• An additional consideration in the use of portable eye tracking systems in a sideline concussion screen is that the eye position data generated by such systems requires filtering, conversion and interpretation by computational scientists and other experts, expertise not typically available to athletic trainers, team physicians or sports parents.
  • Findings demonstrate that care should be taken prior to implementation of commercially available, low-resolution, portable eye movement recording devices for use in obtaining objective ocular motor recordings.
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Brain Injury 2017 November 8

Objective: To establish normative values for the King–Devick (K–D) test to be used as a reference for determining impairment related to concussion when individual baseline scores are lacking.

Method: Baseline K–D scores were collected for 243 participants aged 18–86.

Results: The mean age of subjects was 40.46; range 18–86 years. The mean time was 42.2 seconds; 26.19–75.96 seconds. There was a relationship (r = 0.376) between K–D score and age; scores increased (worsened) with age. There was also a relationship between score and education with scores decreasing as education increased (r = −0.194; p = 0.002). The K–D score was not influenced by sex or concussion history. A regression equation using education and age to predict K–D time explained 0.418 of the variance in K–D test time.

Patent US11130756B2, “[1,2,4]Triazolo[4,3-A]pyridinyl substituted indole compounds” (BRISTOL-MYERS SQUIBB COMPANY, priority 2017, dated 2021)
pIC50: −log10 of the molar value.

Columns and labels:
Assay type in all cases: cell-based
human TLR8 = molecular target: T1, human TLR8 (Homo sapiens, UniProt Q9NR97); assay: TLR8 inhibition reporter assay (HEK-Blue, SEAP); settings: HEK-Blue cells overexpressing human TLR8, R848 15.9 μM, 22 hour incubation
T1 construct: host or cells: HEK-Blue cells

Conclusion: Although this research established a relationship between K–D score and age and education, the range in scores was too broad to establish normative values. In the absence of a baseline score, the use of a regression equation considering age and education level may provide some indication of expected score. However, the most reliable use of the test as a screen for impairment following concussion involves the use of a baseline test.

Summary Points:

  • King-Devick test scores ranged from 26.19 to 75.96 seconds, for ages 18 to 86, with a mean of 42.2 seconds (standard deviation of 8.7 seconds), which is consistent with other published data.
  • There was a weak relationship between K-D test scores and age (Pearson’s r = 0.376, p = 0.000). K-D test scores increased as age increased. This relationship was the most significant in persons of more than 50 years of age and progressed at a much steeper slope in subjects older than 70 years of age.
  • There was a weak negative correlation between K-D test scores and education level (Pearson’s

r =0.194, p = 0.002). K-D test scores decreased (were faster) as education level increased.